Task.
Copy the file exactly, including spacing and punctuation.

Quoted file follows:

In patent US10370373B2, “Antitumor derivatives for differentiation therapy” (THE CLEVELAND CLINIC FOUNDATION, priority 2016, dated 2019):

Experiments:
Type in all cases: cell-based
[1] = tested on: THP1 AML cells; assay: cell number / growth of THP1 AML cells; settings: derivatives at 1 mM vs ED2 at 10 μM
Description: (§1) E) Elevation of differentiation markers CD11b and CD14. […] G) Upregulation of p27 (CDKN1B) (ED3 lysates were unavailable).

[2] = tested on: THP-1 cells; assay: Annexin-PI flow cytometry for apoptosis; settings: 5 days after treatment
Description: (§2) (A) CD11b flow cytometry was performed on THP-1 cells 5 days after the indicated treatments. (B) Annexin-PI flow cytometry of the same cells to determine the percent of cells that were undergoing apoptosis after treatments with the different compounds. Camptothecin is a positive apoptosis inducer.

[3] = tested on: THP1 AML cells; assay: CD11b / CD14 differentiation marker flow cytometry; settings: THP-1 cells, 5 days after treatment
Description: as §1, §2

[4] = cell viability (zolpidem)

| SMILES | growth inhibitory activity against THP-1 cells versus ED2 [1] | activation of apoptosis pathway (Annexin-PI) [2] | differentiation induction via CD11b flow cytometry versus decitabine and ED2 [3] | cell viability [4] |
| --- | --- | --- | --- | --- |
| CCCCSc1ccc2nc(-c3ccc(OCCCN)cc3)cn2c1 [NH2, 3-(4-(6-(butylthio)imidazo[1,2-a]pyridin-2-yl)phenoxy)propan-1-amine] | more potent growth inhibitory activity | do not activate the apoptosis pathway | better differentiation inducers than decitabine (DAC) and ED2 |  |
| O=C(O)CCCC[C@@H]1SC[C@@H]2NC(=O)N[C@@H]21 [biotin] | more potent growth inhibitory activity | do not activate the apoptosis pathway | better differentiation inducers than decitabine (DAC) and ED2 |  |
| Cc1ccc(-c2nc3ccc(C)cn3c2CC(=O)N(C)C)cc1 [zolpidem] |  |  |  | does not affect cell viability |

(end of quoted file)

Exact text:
In patent US10370373B2, “Antitumor derivatives for differentiation therapy” (THE CLEVELAND CLINIC FOUNDATION, priority 2016, dated 2019):

Experiments:
Type in all cases: cell-based
[1] = tested on: THP1 AML cells; assay: cell number / growth of THP1 AML cells; settings: derivatives at 1 mM vs ED2 at 10 μM
Description: (§1) E) Elevation of differentiation markers CD11b and CD14. […] G) Upregulation of p27 (CDKN1B) (ED3 lysates were unavailable).

[2] = tested on: THP-1 cells; assay: Annexin-PI flow cytometry for apoptosis; settings: 5 days after treatment
Description: (§2) (A) CD11b flow cytometry was performed on THP-1 cells 5 days after the indicated treatments. (B) Annexin-PI flow cytometry of the same cells to determine the percent of cells that were undergoing apoptosis after treatments with the different compounds. Camptothecin is a positive apoptosis inducer.

[3] = tested on: THP1 AML cells; assay: CD11b / CD14 differentiation marker flow cytometry; settings: THP-1 cells, 5 days after treatment
Description: as §1, §2

[4] = cell viability (zolpidem)

| SMILES | growth inhibitory activity against THP-1 cells versus ED2 [1] | activation of apoptosis pathway (Annexin-PI) [2] | differentiation induction via CD11b flow cytometry versus decitabine and ED2 [3] | cell viability [4] |
| --- | --- | --- | --- | --- |
| CCCCSc1ccc2nc(-c3ccc(OCCCN)cc3)cn2c1 [NH2, 3-(4-(6-(butylthio)imidazo[1,2-a]pyridin-2-yl)phenoxy)propan-1-amine] | more potent growth inhibitory activity | do not activate the apoptosis pathway | better differentiation inducers than decitabine (DAC) and ED2 |  |
| O=C(O)CCCC[C@@H]1SC[C@@H]2NC(=O)N[C@@H]21 [biotin] | more potent growth inhibitory activity | do not activate the apoptosis pathway | better differentiation inducers than decitabine (DAC) and ED2 |  |
| Cc1ccc(-c2nc3ccc(C)cn3c2CC(=O)N(C)C)cc1 [zolpidem] |  |  |  | does not affect cell viability |